The Rise and Rise of Tragicomedy
Sunday 3rd February 2008

There’s a moment towards the end of Uncle Vanya, Peter Hall’s production of Chekhov’s masterpiece at the newly restored Rose Theatre, when the title character announces that he’s “depressed”. This is hardly surprising, given that his detested brother-in-law, Professor Serebryakov, has just departed with Yelena, the love of his life. What is surprising is that this moment is greeted with laughter — or, at least, it was on press night. This is partly due to the delivery of Nicholas Le Provost, who gives such an entertaining performance in the central role that you can’t help feeling a frisson of pleasure whenever he opens his mouth, but it is also because the play itself manages to combine humour and pathos in equal measure.

Ever since Uncle Vanya was first performed in 1900, tragicomedy has generally been considered the highest of all the theatrical genres. As a member of the audience, there is something profoundly satisfying about not knowing whether to laugh or cry at any given moment — much more satisfying than if the play in question is either straightforwardly funny or straightforwardly sad. Deep down, laughter and tears seem to originate in the same place and a piece of work that penetrates to that inner core makes a stronger impression than one that merely makes us feel happy or sad.

The same is true of film and television. When it comes to cinema, the best comedies are those that constantly threaten to spill over into tragedy, such as The Apartment, Life Is Beautiful and Sideways — and the most engaging thrillers are those that are shot through with black humour, such as No Country For Old Men, this year’s likely winner of the Oscar for Best Picture. As a general rule, the more carefully a film straddles this line, the more grown up it feels.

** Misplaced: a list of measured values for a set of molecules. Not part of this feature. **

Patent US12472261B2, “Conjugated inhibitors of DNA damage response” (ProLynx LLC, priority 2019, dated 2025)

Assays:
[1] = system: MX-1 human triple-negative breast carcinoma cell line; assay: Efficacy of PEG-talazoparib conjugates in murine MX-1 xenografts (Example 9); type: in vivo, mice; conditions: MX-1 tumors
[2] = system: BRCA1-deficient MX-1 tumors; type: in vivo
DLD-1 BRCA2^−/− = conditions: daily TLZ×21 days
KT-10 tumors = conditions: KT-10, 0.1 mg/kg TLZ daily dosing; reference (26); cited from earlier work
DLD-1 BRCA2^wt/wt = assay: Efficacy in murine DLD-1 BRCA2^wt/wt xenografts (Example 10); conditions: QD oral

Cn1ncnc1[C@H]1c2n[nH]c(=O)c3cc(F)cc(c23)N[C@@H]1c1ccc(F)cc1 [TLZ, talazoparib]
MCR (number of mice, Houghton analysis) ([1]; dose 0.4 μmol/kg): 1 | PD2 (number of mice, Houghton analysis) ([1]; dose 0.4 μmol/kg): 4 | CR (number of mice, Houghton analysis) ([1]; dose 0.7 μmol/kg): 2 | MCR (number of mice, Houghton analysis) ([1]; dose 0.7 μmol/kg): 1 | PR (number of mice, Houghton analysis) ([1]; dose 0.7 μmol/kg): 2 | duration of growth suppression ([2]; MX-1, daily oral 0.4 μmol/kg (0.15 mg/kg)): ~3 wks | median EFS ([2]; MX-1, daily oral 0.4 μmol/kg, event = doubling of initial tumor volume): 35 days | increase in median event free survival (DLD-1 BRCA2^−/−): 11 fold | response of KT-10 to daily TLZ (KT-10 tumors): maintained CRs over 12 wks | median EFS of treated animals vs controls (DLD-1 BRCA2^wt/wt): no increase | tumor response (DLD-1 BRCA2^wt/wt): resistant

In the case of television, tragicomedy has spawned a bastard son known as “dramedy”. Nearly all the most critically-acclaimed American series fall into this category, including Desperate Housewives, Ugly Betty and Entourage, as does the best homegrown drama — Life on Mars, Cranford and virtually every literary adaptation by Andrew Davies.

From a dramatist’s point of view, tragicomedies are always very appealing because they’re not as hard to write as the layman might imagine. They involve combining two genres that appear to be poles apart, but, in fact, have a good deal in common.

As Ray Cooney, the author of 17 West End comedies, puts it: “Most tragedies have as their basic theme the struggle of the individual against forces which are overwhelming, and the individual’s efforts to combat these forces as the tide runs stronger against him. In addition, the individual is usually tortured because of his own character flaws and his inability to control these flaws under stress. Well, that seems to me to sum up most of my farces!”


Curb Your Enthusiasm
Monday 21st January 2008

Season six of Curb Your Enthusiasm debuts on More4 this evening at 10.35pm. Click here for a good piece about Curb in Saturday’s Guardian or here for my fawning Larry David tribute that appeared in the Independent on Sunday in 2006.


Should Theatre be Subsidised?
Monday 21st January 2008